Nurses and a respiratory therapist came immediately and began clearing her tracheotomy and clearing her airway allowing oxygen to fill her lungs.  Her skin began to return to a more normal color as I sat to the side on the hard built-in couch in the sterile room.  The event was over, it was then I could feel the fear of the moment, the fear of the consequences of that event take hold of my brain.  It was only after the she almost suffocated, only as the lights went off in the room, only after I lay down on the hard couch did I finally confront how close we had been and how afraid I was as I laid in the dark watching over Marty.

After the second stroke, about a week into her hospital stay Marty contracted pneumonia and was put into the ICU at Providence.  The infection she was fighting in her weakened body took a heavy toll and she was incredibly weak.  I stood over her early one afternoon as her blood pressure registered just above death. 

Looking down, I saw Marty inflamed from an allergic reaction to one of the many antibiotics they were pumping through her body through one of the many tubes connected to her.  Her feet were elevated to push blood to her brain and they were running fluids into her as fast as possible.  She was weak, she was quiet and barely aware as I stood there and pleaded with her not to go, not to leave me yet, I was not ready to let her go.  Apparently, Marty wasn’t ready either and through sheer will, through the miracle of modern drugs, through grace, she stayed and pulled away from death once again.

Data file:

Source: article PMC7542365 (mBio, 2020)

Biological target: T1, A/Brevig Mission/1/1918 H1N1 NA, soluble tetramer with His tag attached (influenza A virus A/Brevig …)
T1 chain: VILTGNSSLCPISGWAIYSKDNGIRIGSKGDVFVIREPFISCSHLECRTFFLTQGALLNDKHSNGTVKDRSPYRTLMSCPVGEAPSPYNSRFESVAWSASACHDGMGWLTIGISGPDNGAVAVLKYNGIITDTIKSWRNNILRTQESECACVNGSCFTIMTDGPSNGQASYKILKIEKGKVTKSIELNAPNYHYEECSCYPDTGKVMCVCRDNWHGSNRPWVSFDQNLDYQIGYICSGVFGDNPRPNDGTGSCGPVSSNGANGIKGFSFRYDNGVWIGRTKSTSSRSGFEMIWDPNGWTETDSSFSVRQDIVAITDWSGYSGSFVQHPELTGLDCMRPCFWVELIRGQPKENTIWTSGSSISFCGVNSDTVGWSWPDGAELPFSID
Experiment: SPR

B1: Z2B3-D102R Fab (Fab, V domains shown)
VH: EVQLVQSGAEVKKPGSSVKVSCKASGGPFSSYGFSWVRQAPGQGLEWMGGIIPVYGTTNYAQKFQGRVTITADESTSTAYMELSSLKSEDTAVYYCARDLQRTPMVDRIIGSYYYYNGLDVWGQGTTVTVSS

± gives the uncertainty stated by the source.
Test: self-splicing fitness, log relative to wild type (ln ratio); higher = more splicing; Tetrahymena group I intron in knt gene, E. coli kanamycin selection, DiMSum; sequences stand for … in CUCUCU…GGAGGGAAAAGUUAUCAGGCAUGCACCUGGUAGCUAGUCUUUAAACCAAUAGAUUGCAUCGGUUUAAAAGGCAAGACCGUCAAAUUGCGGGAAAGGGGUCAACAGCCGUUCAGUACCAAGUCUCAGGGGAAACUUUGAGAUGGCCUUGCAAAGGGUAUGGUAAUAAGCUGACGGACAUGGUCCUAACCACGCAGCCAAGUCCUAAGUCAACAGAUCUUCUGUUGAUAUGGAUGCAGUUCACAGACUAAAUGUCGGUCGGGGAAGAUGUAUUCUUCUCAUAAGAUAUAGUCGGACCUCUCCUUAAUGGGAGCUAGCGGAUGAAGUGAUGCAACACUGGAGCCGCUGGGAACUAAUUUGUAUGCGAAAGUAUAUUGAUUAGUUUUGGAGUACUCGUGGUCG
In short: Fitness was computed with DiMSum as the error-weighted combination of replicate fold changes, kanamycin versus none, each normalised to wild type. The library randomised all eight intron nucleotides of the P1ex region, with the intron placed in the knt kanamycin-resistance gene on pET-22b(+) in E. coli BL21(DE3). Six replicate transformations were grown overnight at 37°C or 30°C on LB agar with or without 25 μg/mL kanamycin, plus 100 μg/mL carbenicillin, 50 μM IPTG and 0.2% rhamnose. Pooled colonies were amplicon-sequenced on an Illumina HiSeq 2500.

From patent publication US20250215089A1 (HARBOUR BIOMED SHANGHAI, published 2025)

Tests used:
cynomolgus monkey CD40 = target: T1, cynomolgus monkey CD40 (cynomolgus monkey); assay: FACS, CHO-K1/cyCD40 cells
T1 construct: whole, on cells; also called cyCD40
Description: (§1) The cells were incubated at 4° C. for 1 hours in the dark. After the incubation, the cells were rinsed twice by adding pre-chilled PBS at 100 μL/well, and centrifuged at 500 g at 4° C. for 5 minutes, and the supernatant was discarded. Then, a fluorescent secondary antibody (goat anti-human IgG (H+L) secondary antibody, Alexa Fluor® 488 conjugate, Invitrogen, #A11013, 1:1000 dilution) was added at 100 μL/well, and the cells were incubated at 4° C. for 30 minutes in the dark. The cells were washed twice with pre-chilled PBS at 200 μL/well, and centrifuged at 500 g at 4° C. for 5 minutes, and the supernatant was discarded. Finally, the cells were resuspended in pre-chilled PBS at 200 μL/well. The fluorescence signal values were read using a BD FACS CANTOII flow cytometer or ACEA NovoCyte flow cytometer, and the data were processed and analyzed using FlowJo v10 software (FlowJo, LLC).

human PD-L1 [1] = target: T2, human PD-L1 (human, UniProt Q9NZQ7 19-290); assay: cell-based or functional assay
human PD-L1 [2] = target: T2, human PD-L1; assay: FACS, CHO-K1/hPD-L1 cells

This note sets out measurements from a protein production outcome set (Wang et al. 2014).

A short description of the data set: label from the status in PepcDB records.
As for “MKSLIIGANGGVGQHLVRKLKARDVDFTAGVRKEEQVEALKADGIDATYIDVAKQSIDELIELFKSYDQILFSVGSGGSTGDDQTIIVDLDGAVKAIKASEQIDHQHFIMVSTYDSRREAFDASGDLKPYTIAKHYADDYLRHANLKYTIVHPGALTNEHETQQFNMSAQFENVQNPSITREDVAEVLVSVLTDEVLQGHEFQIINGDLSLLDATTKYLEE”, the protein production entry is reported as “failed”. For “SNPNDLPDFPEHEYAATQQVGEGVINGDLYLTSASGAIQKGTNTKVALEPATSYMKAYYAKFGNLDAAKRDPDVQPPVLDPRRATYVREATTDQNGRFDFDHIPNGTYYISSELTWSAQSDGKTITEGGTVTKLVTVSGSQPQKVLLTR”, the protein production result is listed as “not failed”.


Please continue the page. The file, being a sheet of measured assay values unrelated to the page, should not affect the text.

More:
In the grand scheme of life I don’t have a lot of experience with death and dying and I don’t really know much about it.  Frankly, I’m not looking for anymore hands on experience than I already have.  Through Marty, through her courage and her willingness to think and talk about dying I think I understand a lot more about my own fears and misconceptions.  Through Marty’s faith, through her grace, through her comfort with the end I think I have lost part of my fear of death and dying. 

I don’t think I believe that God reaches down and plucks any of us from the jaws of death.  I don’t think I am comfortable saying that God reached down and continued to breathe life into Marty each time she seemed on the precipice of leaving life.  I don’t think God was involved in a tire bouncing across the interstate into some poor soul’s car.  I don’t think it works that way, I think living and dying is much simpler than an act of God, we just break.

What I do believe -- Marty and I still have stuff to do.  I do believe Marty and I have places to go, people to see, and more life to live.  I believe that there are still moments of laughter and smiles for us; I believe there are tears we still need to cry and I believe it is always a lot better to focus on the living and not the dying.  Sometimes, sadly, it just happens.